The shame of in-work poverty

A major report issued this week shows the extent of the Tories’ big lie that they are making work pay, writes KEN LIVINGSTONE.

This week’s Joseph Rowntree Foundation’s Monitoring of Poverty and Social Exclusion report showed the true scale of the human impact of six years of ideologically-driven austerity, following the Chancellor’s recent Autumn Statement which confirmed the economic difficulties we are now facing.

Perhaps the most shocking revelation in the report is that 7.4 million people in poverty are in working households, showing that despite all their false promises the Tories are not “making work pay.”

This means that more than half of those living in poverty (a total of 13.5 million people) are now in working households — a record high for in-work poverty, with the number of workers in poverty up 1.1 million since 2010/11. This figure includes 2.6 million children.

And one in every eight workers — 3.8 million people — are now living in poverty.

Responding to the report, TUC general secretary Frances O’Grady was spot on to say that: “A fair day’s work should mean a fair day’s pay. But wages are simply too low, and millions are struggling to afford the basics, even when they’re working hard… It’s time for employers to give their staff fair pay and decent hours, while the government should lift the public sector pay cap and invest in our economy.”

And as Helen Barnard, head of analysis at Joseph Rowntree, added: “The economy has been growing since 2010 but during this time high rents, low wages and cuts to working-age benefits mean that many families, including working households, have actually seen their risk of poverty grow.”

One other significant development is that poverty is becoming increasingly linked with disability. If the costs of disability are taken into account, half of all those in poverty either disabled or living with a disabled person.

Attacks on disability benefits have been a feature of austerity, and more widely this report identifies that cuts to benefits are a key factor in poverty, pointing out that “increasingly, the social security system does not cover the full cost of essentials for those on low incomes, such as rent and council tax.”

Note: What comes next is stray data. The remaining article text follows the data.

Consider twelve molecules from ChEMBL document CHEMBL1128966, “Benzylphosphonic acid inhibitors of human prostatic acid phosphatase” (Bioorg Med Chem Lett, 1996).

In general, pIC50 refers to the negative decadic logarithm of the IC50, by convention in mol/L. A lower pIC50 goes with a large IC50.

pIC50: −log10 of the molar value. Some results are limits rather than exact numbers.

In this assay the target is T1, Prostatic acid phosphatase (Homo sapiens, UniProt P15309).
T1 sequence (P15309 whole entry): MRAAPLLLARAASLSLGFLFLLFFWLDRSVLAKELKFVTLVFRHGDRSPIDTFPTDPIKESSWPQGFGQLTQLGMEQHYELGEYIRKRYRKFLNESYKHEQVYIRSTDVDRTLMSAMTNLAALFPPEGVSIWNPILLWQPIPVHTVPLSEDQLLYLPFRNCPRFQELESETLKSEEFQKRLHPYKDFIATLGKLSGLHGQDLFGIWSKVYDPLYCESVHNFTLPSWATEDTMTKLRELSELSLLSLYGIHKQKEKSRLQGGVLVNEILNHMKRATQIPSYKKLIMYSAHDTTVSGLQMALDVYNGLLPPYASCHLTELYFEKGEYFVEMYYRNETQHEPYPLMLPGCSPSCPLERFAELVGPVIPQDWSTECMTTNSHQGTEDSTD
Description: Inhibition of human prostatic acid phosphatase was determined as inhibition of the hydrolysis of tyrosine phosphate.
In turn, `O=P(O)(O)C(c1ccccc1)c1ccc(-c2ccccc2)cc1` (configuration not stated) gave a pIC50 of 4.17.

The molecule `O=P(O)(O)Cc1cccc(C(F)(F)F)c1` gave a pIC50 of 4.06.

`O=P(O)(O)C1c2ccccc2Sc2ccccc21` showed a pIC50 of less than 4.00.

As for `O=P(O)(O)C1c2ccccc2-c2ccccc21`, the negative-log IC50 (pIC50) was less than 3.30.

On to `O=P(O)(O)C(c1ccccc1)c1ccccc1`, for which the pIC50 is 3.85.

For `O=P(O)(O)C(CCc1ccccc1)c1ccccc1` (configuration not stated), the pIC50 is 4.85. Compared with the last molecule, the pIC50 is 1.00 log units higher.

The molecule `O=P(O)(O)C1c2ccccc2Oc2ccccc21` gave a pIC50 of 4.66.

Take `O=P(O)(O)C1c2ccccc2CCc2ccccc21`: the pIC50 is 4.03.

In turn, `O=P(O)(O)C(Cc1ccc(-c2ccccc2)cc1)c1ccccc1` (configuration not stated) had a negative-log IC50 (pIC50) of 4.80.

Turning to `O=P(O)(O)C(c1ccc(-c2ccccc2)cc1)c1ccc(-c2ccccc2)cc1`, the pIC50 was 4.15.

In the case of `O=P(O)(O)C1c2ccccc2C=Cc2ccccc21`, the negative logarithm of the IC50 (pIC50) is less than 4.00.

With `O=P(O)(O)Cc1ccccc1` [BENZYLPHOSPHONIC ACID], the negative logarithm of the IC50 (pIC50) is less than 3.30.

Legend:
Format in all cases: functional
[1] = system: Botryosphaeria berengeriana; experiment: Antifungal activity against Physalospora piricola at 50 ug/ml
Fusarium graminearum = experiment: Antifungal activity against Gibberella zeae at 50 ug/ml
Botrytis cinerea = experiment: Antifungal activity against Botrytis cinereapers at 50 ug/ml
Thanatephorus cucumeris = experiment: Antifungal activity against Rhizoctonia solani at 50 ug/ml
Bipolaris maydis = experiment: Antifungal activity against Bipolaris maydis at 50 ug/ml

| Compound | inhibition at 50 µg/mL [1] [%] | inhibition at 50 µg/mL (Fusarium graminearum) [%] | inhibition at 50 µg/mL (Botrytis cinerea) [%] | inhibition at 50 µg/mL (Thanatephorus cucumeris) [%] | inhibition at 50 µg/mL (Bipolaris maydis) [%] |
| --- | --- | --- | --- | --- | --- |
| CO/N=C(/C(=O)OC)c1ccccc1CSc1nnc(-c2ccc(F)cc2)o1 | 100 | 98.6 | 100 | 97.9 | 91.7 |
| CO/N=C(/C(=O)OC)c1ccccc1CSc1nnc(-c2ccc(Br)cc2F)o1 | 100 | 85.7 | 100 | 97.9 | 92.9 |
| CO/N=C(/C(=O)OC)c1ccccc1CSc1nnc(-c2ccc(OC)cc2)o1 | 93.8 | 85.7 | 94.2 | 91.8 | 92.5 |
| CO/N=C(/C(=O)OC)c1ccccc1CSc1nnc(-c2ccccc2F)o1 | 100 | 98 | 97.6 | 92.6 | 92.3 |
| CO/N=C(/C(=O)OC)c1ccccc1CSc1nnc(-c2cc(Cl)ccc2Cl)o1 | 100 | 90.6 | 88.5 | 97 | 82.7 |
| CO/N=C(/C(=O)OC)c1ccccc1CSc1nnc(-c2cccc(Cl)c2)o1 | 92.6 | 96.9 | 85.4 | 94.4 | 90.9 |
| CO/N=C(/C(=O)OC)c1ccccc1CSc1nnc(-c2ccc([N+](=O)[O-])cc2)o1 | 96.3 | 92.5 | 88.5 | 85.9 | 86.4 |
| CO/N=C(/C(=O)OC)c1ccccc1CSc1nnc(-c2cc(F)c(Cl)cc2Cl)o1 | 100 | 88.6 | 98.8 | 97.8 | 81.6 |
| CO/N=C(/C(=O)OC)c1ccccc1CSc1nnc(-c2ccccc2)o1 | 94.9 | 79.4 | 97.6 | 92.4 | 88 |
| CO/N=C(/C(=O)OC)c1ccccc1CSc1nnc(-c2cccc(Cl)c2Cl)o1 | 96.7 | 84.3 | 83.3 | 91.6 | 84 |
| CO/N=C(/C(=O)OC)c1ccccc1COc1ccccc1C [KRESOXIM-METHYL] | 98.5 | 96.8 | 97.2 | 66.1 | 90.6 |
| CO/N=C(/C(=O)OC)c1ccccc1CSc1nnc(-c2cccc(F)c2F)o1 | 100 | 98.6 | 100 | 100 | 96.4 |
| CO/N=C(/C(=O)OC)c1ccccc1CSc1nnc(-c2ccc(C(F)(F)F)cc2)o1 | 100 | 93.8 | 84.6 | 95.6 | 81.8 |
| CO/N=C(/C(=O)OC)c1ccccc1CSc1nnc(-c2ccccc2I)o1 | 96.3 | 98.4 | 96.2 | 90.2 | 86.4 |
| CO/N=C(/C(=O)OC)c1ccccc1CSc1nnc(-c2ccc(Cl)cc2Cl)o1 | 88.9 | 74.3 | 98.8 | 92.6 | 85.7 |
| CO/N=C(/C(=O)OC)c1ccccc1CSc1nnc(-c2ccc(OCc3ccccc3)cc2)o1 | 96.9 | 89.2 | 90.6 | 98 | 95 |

It is hard to see how this situation cannot get worse. There will be consequences to the reduction in the overall benefit cap, with the report identifying that 112,000 families are expected to experience a reduction in income because of the cap, up from the current 20,000.

The report also rightly identifies the housing crisis as a major driving force behind these developments, particularly in terms of spiralling rents in the private sector, where private rentals have doubled in the last 10 years, from 2.2 million in 2004/5 to 4.5 million.

Now, nearly three quarters of people on low incomes living in the private sector pay over a third of their income on rent and half of children in rented homes are in poverty.

Linked to this, evictions have also shot up since the Tories took office, from 23,000 in 2010/11 to 37,000.

In London — where after years of Boris Johnson’s failure to tackle the housing crisis, these problems are at their worse — the poverty rate was at its highest at 27 per cent.

If this wasn’t bad enough, it is set to get worse. This is the case both in terms of the housing crisis specifically, and a likely cost of living crisis linked to the worsening economic situation to which the government’s “solution” seems to be “business as usual,” namely yet more austerity.

As shadow work and pensions secretary Debbie Abrahams put it: “This government has no plan to tackle stagnant wages and rising insecurity, choosing instead to make the poorest pay for their economic mismanagement.”

We need to make it clear to the millions of people in Britain being made worse off by austerity — and those who will be in the turbulent economic times ahead — that there is an alternative.

The Jeremy Corbyn-led Labour Party has outlined how a Labour government will put an end to in-work poverty, by introducing a real living wage based on what people need and ensuring that work will always pay under universal credit.

Abrahams is right to say that: “Only Labour can be trusted to transform the social security system, based on principles of dignity, security and inclusion.” Nowhere is this better shown than in Labour’s pledge to end the punitive sanctions regime.

But it is not just the individual policies Labour has that can improve the lives of the majority and stop punishing the poorest. It is the only British-wide political force with a serious economic programme to keep the economy moving in the difficult times ahead so that we can have decent public services, the welfare state we need and secure, well-paid work.

As Wolfgang Munchau in the Financial Times, of all places, recently commented: “From an economic point of view there is nothing extreme in the argument for large investment programmes, especially after years of fiscal consolidation. Yet the only established political party that offers this choice in Europe is Mr Corbyn’s, which is promising £500 billion.”

Increasingly economists agree that investment is not just the most important factor in economic growth but outweighs all others put together. Given the low level of interest rates this is a good time to borrow in order to invest, especially with economic predictions looking gloomy for the years ahead.

For millions of people, including children, this week’s Joseph Rowntree report makes the future look bleak. In contrast, despite all the problems we faced, when I left school every boy got a job and within a few years that paid them enough to keep a family.

If our politicians stop being in awe of the bankers and create a better, balanced economy, our children and grandchildren can grow up in a world where things get better.

Let’s work together to make it happen.

First published in the Morning Star